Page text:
Ashbolt, Nicholas J.20; Amézquita, Alejandro3; Backhaus, Thomas4; Borriello, Peter5; Brandt, Kristian Koefoed21; Collignon, Peter6; Coors, Anja7; Finley, Rita22; Gaze, William H.9; Heberer, Thomas10; Lawrence, John R.11; Larsson, D.G. Joakim23; McEwen, Scott A.24; Ryan, James J.14; Schönfeld, Jens15; Silley, Peter16; Snape, Jason R.17; Van den Eede, Christel18; Topp, Edward19
1 Microbial Ecology and Biotechnology, Department of Plant and Environmental Sciences, Faculty of Science, Københavns Universitet2 U.S. Environmental Protection Agency3 Unilever-Safety and Environmental Assurance Centre4 Gothenburg University5 Veterinary medicines directorate6 Australian National University7 ECT Oekotoxikologie GmbH8 Public Health Agency of Canada9 Exeter University Medical School10 Federal Office of Consumer Protection and Food Safety11 Environment Canada12 University of Gothenburg13 University of Guelph14 GlaxoSmithKline Pharmaceuticals plc15 Umweltbundesamt Federal Environment Agency16 MB Consult Limited17 AstraZeneca18 Pfizer Animal Health VMRD19 Agriculture & Agri-Food Canada20 U.S. Environmental Protection Agency21 Microbial Ecology and Biotechnology, Department of Plant and Environmental Sciences, Faculty of Science, Københavns Universitet22 Public Health Agency of Canada23 University of Gothenburg24 University of Guelph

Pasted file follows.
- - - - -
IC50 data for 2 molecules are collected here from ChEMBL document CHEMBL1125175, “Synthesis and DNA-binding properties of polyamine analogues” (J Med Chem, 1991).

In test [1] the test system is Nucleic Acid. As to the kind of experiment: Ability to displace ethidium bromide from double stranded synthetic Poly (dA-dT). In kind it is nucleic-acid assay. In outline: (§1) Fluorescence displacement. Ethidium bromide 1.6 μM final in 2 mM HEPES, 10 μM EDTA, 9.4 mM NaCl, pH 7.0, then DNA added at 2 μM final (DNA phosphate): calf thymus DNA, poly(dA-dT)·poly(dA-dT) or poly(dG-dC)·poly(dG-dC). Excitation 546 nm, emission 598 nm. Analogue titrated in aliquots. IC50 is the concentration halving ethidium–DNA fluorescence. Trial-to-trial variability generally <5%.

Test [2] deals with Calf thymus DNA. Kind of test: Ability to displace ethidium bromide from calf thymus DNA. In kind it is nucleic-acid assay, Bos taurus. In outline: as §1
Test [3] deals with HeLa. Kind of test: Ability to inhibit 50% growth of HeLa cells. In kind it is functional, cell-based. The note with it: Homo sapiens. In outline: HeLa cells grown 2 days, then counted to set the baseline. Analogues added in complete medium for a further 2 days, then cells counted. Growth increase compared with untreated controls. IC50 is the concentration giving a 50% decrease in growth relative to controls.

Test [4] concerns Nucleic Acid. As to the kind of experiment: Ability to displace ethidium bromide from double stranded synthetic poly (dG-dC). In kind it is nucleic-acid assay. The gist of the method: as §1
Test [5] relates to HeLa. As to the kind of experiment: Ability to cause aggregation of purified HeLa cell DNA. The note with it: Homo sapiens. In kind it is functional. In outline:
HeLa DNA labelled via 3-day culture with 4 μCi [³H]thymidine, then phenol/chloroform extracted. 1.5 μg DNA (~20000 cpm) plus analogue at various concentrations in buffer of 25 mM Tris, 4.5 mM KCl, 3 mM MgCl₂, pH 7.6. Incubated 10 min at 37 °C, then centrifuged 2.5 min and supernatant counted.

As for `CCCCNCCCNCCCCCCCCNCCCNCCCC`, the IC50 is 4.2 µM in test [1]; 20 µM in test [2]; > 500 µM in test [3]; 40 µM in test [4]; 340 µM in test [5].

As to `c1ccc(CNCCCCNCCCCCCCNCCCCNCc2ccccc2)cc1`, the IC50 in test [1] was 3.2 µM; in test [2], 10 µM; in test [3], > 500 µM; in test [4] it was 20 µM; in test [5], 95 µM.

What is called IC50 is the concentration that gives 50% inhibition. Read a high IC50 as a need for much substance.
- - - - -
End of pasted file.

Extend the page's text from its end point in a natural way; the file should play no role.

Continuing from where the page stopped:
Background: Only recently has the environment been clearly implicated in the risk of antibiotic resistance to clinical outcome, but to date there have been few documented approaches to formally assess these risks. Objective: We examined possible approaches and sought to identify research needs to enable human health risk assessments (HHRA) that focus on the role of the environment in the failure of antibiotic treatment caused by antibiotic-resistant pathogens. Methods: The authors participated in a workshop held 4-8 March 2012 in Québec, Canada, to define the scope and objectives of an environmental assessment of antibiotic-resistance risks to human health. We focused on key elements of environmental-resistance-development "hot spots," exposure assessment (unrelated to food), and dose response to characterize risks that may improve antibiotic-resistance management options. Discussion: Various novel aspects to traditional risk assessments were identified to enable an assessment of environmental antibiotic resistance. These include a) accounting for an added selective pressure on the environmental resistome that, over time, allows for development of antibiotic-resistant bacteria (ARB); b) identifying and describing rates of horizontal gene transfer (HGT) in the relevant environmental "hot spot" compartments; and c) modifying traditional dose-response approaches to address doses of ARB for various health outcomes and pathways. Conclusions: We propose that environmental aspects of antibiotic-resistance development be included in the processes of any HHRA addressing ARB. Because of limited available data, a multi-criteria decision analysis approach would be a useful way to undertake an HHRA of environmental antibiotic resistance that informs risk managers.
Environmental Health Perspectives, 2013, Vol 121, Issue 9, p. 993-1001